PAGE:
Hats Off to the Free Range Mom

There I was, listening to public radio, again. And there was the Free Range Mom (great blog site, Free Range Kids) Lenore Skenazy. She is the woman that everyone got crazed about who lets her kids actually do things on their own. I can’t remember if her child was 8 or 10 at the time she let him find his way home alone but that’s the gist of it. They practiced, he had money, he knew what he was doing, etc. At first I had this visceral reaction of “oh, you can’t do that” and then I stopped and actually engaged some brain cells. I was riding the subway on my own at that age in New York City, and the bus. I rode to school on public transport, I rode home. I am fine, more or less. I can find my way in any large city in the world that has a subway system. I experienced greater harm when flashed during a trick or treat fo UNICEF experience, but that is another blog altogether. She has accumulated amazing statistics that show that crime is down, pretty much everywhere with the possible exception of serious central city ghettos in which gangs persist in harming each other. But generally crime is down. We read these awful stories ( and they are awful ) of children disappearing, assaulted or molested. But we don’t read of the millions of children who are fine and running about all over the place. And so all we know about is the one case, not the millions who are fine. This is similar to all the people who said, when we adopted, “aren’t you afraid she will come back and take him away?” Well, of course. but the statistics are overwhelming. There are many stories of the parents who came back and ripped the screaming child from its adoptive parents arms. But there are no stories of the millions of happily placed and adopted children who grow up in loving homes. But as usual, I digress. We are insanely overprotective of our children these days; we don’t allow them to become independent and self-reliant people. And our level of societal fear is incredible, notwithstanding the statistics that say that violent crimes hae decreased and violent crimes have decreased. Despite the fact that my husband and I tried very hard to give my son the space to experience things and do unusual things, travel and such, I still believe we have been overprotective. My son at 17 still seems to have a certain lack of skill at dealing with the world which I regret, although I know he will develop it eventually. I sent him to New York this summer to intern at a large, hip business managed by my brother. I knew there would be alcohol, possibly drugs and I knew he would have to deal with it. He rode the subway home at 3 in the morning, got lost, went the wrong way, ended up in Harlem, had to ride all the way back. He is fine and now he might be able to find his way in any major city in the world with a subway system. Better late than never. I don’t know why people are so distressed at the idea of allowing children to learn how to cope with the world, but my hat’s off to the free range mom!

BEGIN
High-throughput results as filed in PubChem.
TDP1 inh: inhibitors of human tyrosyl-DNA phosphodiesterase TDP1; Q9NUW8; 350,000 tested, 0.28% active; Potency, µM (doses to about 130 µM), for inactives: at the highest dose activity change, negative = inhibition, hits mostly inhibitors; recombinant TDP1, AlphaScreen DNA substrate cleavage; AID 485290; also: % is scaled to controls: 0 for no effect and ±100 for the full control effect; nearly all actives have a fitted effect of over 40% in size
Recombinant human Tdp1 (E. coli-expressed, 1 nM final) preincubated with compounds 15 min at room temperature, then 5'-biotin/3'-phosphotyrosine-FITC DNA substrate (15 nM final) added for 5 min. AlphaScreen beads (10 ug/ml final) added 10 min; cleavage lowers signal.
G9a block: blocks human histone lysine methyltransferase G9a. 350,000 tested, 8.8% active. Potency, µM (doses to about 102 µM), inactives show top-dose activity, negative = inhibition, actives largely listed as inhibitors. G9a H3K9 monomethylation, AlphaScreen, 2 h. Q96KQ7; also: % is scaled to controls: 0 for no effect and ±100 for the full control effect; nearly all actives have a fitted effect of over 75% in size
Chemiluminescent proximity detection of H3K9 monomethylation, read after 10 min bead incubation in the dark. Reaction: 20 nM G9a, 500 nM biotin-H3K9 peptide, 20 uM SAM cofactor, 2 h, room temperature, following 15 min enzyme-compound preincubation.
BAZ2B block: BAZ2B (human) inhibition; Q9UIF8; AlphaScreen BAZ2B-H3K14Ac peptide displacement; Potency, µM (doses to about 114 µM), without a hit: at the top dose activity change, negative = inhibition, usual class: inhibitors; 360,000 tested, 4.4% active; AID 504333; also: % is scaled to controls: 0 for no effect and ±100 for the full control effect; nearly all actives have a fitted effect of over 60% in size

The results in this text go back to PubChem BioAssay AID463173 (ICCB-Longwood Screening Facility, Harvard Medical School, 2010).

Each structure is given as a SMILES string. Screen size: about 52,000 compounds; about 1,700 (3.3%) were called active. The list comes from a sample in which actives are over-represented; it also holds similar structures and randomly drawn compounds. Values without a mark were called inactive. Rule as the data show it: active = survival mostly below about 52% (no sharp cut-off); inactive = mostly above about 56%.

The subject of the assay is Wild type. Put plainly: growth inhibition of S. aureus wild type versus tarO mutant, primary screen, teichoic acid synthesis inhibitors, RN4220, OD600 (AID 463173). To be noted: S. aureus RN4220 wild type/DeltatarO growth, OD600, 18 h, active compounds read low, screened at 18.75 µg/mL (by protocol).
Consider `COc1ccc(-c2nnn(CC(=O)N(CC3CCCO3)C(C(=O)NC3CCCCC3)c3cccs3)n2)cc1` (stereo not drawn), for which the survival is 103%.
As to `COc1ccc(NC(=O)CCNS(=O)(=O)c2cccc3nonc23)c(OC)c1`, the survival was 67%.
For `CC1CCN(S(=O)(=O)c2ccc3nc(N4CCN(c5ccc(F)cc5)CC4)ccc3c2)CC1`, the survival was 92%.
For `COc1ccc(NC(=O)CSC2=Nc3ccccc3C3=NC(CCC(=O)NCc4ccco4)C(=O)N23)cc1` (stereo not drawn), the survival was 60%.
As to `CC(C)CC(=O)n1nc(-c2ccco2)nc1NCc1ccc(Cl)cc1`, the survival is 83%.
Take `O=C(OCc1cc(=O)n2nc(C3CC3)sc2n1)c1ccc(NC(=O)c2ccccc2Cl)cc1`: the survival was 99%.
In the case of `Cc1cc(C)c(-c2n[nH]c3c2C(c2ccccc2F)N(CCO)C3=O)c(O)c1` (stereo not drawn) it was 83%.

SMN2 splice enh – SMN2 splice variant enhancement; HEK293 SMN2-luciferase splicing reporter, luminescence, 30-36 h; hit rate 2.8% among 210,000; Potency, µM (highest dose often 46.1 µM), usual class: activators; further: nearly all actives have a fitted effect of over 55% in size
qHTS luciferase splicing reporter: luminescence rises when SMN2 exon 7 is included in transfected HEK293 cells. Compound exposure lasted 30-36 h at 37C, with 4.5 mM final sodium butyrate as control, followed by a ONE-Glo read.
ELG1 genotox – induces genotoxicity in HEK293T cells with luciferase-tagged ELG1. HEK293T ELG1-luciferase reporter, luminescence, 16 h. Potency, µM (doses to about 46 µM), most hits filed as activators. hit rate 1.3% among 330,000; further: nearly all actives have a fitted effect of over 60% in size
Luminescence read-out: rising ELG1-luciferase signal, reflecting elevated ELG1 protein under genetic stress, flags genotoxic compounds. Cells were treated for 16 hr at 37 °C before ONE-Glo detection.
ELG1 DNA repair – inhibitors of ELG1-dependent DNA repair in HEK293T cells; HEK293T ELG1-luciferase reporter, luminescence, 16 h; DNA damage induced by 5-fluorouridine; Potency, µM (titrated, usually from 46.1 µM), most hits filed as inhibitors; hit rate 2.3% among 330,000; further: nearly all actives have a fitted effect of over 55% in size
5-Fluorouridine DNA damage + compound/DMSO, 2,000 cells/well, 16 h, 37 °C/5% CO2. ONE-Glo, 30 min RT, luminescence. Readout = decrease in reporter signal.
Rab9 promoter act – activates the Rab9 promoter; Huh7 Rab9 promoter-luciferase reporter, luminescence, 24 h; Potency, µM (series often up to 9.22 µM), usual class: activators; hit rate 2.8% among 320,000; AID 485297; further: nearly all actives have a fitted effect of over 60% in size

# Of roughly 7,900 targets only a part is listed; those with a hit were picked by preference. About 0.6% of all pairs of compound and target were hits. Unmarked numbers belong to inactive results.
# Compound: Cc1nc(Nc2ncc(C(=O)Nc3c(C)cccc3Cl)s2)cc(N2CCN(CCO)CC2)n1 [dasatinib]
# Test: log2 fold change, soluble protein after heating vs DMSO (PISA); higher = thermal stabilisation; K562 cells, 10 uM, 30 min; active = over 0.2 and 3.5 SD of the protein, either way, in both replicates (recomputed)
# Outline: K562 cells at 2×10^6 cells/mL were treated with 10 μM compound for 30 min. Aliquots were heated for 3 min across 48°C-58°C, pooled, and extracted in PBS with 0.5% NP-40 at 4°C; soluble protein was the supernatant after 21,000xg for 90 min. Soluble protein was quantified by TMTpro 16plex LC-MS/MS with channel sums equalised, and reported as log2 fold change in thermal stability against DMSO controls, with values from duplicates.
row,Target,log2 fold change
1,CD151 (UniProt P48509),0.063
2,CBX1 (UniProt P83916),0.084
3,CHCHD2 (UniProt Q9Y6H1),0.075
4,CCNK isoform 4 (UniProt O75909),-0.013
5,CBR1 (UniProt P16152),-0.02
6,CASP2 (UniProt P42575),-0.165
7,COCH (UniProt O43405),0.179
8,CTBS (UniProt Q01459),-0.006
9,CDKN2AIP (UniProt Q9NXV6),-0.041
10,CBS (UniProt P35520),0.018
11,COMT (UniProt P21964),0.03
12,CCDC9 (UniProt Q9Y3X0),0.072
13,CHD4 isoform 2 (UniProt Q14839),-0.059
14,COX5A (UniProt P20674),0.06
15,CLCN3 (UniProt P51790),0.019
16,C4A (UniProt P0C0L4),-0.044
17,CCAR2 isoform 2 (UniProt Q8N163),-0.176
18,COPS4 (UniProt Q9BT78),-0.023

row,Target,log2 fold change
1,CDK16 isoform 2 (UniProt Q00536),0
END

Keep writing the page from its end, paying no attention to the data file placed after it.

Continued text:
Boys! Are….